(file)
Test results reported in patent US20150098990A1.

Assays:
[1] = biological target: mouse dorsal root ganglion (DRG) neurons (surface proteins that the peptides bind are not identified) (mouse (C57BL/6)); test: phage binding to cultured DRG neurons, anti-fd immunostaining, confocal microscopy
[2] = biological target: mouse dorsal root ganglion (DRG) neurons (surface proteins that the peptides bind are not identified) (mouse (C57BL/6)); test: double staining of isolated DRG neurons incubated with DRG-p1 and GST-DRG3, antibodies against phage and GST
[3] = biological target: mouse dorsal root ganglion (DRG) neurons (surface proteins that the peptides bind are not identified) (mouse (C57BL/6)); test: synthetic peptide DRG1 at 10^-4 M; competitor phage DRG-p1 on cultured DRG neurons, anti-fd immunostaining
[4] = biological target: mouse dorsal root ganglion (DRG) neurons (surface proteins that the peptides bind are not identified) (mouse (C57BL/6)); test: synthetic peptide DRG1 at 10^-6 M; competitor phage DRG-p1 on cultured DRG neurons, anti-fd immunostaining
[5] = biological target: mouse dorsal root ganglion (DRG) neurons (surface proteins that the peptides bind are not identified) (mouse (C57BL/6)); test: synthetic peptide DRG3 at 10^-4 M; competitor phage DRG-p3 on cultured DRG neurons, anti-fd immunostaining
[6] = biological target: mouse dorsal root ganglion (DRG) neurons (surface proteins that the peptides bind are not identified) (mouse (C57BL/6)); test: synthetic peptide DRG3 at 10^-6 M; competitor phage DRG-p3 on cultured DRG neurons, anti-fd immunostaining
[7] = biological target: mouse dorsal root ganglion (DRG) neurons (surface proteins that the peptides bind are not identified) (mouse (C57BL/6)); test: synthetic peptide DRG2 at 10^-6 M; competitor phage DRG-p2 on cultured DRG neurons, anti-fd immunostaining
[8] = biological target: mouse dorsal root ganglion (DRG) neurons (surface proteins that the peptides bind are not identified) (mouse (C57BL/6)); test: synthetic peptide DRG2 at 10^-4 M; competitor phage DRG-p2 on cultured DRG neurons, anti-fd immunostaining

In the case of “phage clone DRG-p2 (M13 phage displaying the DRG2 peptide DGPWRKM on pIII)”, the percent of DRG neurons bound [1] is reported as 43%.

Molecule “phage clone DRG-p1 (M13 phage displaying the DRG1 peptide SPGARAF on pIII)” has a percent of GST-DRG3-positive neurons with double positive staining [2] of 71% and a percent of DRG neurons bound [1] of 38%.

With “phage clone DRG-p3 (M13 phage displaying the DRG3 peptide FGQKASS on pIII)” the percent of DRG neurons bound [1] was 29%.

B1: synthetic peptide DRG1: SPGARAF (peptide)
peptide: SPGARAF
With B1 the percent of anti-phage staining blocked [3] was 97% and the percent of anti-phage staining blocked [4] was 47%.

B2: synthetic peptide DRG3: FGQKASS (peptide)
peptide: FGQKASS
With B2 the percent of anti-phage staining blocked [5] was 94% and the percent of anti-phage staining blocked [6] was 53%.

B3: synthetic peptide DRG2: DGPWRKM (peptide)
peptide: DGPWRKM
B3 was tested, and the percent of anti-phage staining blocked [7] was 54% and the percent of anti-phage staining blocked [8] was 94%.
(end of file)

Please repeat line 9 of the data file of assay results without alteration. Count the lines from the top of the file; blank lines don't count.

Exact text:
[7] = biological target: mouse dorsal root ganglion (DRG) neurons (surface proteins that the peptides bind are not identified) (mouse (C57BL/6)); test: synthetic peptide DRG2 at 10^-6 M; competitor phage DRG-p2 on cultured DRG neurons, anti-fd immunostaining